The fresher-looking blocks were found at the same places where coral build-ups are currently found offshore, such as Pulau Payar off Kedah as well as Cape Rachado and Pulau Upeh near Malacca. This is just what we would expect to find if huge tidal waves had deposited large chunks of coral along the coastline at some point during the past 2,000 years. However, additional geological and morphological studies in both South Sumatra and West Java will need to be conducted before we can be certain.

  • Steve Garcia

    Bit by bit in rebuttal…

    First of all, Garaham Hancock is an alternative researcher who, anything on his site should be taken with a grain of salt. He is very popular in alternate circles but is not solid in his research or research he supports or presents.

    In light of last year’s devastating tsunami, however, these purported records from the archipelago’s distant past are now demanding a careful reexamination.

    Recognize this as the spin it is. Although arguing that careful reexamination is demanded, in the 9 years since the Boxing Day where is “careful reexamination” other than this piece in Hancock’s alternate site? People on alternate sites argue ALL THE TIME that such and such should be looked into and academics ignore them at every turn.

    Hermann, don’t fall for this as meaning anything whatsoever.

    Then for no apparent reason, these highly lucrative annual events ground to a complete halt after the departure of the Malay trade mission of 536. The ensuing four-year gap in visits to the Chinese royal court is most curious given the importance of these exchanges to both sides. However, a possible resolution of this mystery is to be found in China’s History of the Southern Kingdoms. In the year 535, two roars of thunder emanating from the southwest were heard as far away as Nan-king. Clouds of yellow dust soon followed that “rained down like snow” for an entire year, by which time it had accumulated to such an extent that the Chinese could “scoop it up by the handfuls.”

    Please explain to me why this situation could not also be true for Dallas Abbbott’s impact. An impact causes a roar of thunder, and can cause a “rain down like snow.” In fact, isn’t that kind of “fallout” what is argued spread the YDB materials around the world?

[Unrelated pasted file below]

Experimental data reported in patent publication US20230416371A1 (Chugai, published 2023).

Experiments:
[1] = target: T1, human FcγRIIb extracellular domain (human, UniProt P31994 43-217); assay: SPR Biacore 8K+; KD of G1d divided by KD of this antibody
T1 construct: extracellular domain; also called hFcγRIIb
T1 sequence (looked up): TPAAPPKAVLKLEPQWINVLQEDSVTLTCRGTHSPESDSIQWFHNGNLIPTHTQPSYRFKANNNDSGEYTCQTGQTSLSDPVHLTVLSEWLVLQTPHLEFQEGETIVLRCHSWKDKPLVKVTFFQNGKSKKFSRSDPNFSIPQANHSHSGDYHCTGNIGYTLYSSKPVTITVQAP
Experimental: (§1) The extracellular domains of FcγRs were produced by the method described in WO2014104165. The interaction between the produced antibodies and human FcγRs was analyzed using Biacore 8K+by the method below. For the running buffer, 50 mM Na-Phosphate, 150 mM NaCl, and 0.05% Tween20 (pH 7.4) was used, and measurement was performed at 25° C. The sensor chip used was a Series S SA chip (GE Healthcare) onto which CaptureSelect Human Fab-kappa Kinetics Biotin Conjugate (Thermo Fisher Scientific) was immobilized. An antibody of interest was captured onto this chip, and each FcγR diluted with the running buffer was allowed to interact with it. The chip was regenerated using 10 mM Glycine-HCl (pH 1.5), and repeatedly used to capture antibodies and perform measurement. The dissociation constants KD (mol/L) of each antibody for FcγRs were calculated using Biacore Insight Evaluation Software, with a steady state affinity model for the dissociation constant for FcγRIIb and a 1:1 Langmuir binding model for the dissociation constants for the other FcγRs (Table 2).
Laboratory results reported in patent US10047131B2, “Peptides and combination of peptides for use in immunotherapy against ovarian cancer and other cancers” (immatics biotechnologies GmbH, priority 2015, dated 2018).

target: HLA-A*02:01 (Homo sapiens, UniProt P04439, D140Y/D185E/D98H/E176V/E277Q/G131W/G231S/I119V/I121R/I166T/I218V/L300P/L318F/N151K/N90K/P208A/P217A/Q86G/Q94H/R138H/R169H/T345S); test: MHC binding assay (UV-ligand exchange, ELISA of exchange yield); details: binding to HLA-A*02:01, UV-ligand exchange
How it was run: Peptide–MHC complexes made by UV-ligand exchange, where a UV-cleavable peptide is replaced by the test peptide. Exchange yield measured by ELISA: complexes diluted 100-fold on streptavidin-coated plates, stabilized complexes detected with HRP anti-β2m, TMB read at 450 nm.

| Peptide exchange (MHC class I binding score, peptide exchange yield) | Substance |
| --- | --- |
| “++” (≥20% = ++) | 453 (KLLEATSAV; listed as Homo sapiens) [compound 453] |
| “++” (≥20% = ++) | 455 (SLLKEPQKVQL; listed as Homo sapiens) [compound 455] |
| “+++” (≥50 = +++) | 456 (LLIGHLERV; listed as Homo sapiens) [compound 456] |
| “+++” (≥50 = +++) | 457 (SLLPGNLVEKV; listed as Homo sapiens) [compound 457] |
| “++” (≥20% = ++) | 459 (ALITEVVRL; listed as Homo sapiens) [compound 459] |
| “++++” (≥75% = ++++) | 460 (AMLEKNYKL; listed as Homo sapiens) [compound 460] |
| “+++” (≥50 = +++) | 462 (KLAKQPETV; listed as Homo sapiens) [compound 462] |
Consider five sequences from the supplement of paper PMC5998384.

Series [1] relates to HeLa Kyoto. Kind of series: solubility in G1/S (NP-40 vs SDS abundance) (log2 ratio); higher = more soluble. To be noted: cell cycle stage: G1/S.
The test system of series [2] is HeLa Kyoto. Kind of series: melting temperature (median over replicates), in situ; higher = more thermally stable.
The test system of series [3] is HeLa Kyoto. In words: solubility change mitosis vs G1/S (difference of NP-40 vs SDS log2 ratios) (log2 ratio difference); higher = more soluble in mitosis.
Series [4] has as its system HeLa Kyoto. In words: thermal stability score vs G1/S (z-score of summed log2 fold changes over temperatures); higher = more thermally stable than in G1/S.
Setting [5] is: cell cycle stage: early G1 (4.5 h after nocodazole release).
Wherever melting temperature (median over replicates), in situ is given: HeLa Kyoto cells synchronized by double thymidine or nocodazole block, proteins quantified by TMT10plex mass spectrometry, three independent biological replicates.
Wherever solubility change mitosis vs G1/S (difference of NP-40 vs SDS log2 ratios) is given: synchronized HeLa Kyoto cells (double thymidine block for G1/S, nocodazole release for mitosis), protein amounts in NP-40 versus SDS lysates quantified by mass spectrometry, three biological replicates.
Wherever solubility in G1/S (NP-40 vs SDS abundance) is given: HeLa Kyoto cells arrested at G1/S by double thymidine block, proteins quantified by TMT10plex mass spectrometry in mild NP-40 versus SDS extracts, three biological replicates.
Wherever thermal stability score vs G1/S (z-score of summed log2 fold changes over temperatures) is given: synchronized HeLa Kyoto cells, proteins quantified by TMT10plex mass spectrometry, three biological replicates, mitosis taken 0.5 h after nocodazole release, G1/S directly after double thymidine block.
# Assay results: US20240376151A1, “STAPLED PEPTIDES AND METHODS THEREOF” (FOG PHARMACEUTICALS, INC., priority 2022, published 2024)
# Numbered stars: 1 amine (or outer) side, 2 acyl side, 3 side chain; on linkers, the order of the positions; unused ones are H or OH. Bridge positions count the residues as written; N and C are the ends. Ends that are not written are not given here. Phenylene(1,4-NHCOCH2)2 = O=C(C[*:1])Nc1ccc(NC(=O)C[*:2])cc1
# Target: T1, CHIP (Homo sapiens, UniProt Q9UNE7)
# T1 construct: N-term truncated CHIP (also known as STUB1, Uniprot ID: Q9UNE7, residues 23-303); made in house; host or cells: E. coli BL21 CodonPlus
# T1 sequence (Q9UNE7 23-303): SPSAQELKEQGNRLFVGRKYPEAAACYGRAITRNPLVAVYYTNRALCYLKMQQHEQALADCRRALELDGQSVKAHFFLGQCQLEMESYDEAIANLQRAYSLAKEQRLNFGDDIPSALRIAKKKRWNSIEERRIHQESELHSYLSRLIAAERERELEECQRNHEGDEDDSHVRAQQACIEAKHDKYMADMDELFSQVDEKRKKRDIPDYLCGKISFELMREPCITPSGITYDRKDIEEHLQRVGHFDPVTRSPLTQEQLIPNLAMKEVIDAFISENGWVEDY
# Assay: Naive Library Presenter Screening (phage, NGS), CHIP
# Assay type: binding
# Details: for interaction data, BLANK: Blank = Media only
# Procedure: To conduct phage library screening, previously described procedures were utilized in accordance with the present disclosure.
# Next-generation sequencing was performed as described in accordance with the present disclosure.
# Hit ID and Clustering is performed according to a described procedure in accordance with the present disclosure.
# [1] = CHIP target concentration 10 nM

In a gradualist world they would need to have a volcanic explosion. In a neo-catastrophist world we don’t need a volcano. Dallas Abbott ruled out a volcano, but I can’t get at the paper to see exactly why:

    [Abstract] …The increased flux of cometary dust could explain a modest climate downturn in 533 A.D. The profound global dimming during 536 and 537 A.D. cannot be explained merely by a combination of cometary dust and a modest volcanic eruption. We found tropical marine microfossils at the end 535-start 536 A.D. level that we attribute to a low-latitude explosion in the ocean. This additional source of dust is probably needed to explain the solar dimming in 536-537 A.D.

    What is particularly noteworthy about Central Java’s Book of Ancient Kings is that it incorporates elements which are entirely consistent with what modern-day geologists have been able to deduce scientifically about volcanic eruptions.

    No, it is NOT noteworthy, except to people who don’t live around volcanoes. For Indonesians, it is neither here nor there. It doesn’t take a rocket science when volcanoes are all around you your whole life.

    “The Book of Ancient Kings” is considered a fable, if not an outright fake, no matter what spin this alternative article puts on it, and Keys, who quoted the book and leaned on it extensively, even admits that much, whether you accept it or not, Hermann. It is down in black and white.